EuroISPA is the pan European association of European Internet Services Providers Associations, representing over 2300 companies. We are recognized as the voice of the European ISP industry and are the largest umbrella association of Internet Service Providers in the world.
EuroISPA is following with concern the developments regarding the online enforcement of copyright in Australia.
While our members condemn digital piracy, they also consider that the focus of any initiative aimed at protecting copyright should be directed towards encouraging the creation of innovative, affordable content services, based on business models which are able to embrace the Internet revolution. This is a much more effective strategy than increasingly repressive legislation which will inevitably produce the opposite result and will only serve to maintain barriers to trade.
In 2013 the European Commission published a study showing how “Internet users do not view illegal downloading as a substitute to legal digital music” and that “digital music piracy does not displace legal music purchases in digital format”. In addition, the study outlined a “positive effect of online streaming on music consumption channels” while pointing out that “illegal music downloads have little or no effect on legal digital sales”.
Hence, the political answer should not be in another set of measures to enforce copyright online, but on how to make copyright work in the digital environment. Technology enables rightsholders to create more and better services based on business models adapted to the digital age, so that consumers have the option of downloading lawfully, in the safest, most user-friendly format possible.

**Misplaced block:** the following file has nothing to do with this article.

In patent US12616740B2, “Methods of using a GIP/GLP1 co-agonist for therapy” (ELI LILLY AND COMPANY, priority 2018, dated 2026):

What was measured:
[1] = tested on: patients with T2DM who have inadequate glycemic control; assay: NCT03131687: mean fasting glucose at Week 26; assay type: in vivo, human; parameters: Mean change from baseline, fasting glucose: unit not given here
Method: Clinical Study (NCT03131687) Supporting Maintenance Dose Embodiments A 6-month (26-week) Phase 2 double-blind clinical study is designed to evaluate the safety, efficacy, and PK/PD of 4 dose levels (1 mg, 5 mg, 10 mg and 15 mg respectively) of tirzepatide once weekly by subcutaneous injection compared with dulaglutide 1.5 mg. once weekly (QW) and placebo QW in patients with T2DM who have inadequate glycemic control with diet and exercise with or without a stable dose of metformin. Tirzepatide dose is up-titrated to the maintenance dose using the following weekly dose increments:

As World Intellectual Property Organisation (WIPO) Director General, Francis Gurry, stressed:
“any future copyright policy would have to strike a balance between the availability of cultural works to consumers at affordable prices while assuring a dignified economic existence for creators and performers. […] rather than resist it, we need to accept the inevitability of technological change and to seek an intelligent engagement with it” […] “there is, in any case, no other choice – either the copyright system adapts to the natural advantage that has evolved or it will perish”.
It is clear that any extension of the authorisation liability in the Australian framework is going to impact negatively on the role and business of ISPs without evidence that it could help binding digital piracy.
EuroISPA also believes that voluntary agreements between Internet intermediaries and rightsholders for the enforcement of copyright risk not being an appropriate instrument to address digital piracy. Voluntary agreements undeniably shift the enforcement power from courts to Internet intermediaries, depriving alleged infringers and consumers of due process and a fair trial.
EuroISPA suggests the Australian government to follow the example of the European Commission which refrained from legislative revision of the copyright enforcement framework and proposed instead non-legislative actions such as:
- launch and monitor a new generation of targeted communication campaigns, especially targeting young people, on the economic harm caused by commercial scale IP infringements;
- facilitate the development of voluntary solutions to reduce the profits of commercial scale IP infringements in the online environment (so-called Follow the Money approach);
- assist SMEs to enforce their IP rights;
- develop training and cooperation between competent authorities;
- explore the impact of chargeback and related schemes to tackle commercial scale IP infringements;
- And analyse trends in IP and in IP-infringing activities.
 Hoorens et al, Measuring IPR infringements in the internal market, Rand Cooperation, 2012 http://www.rand.org/pubs/technical_reports/TR1279.html
 Conference hosted by the Australia’s Faculty of Law of the Queensland University of Technology on the future of copyright: http://www.wipo.int/about-wipo/en/dgo/speeches/dg_blueskyconf_11.html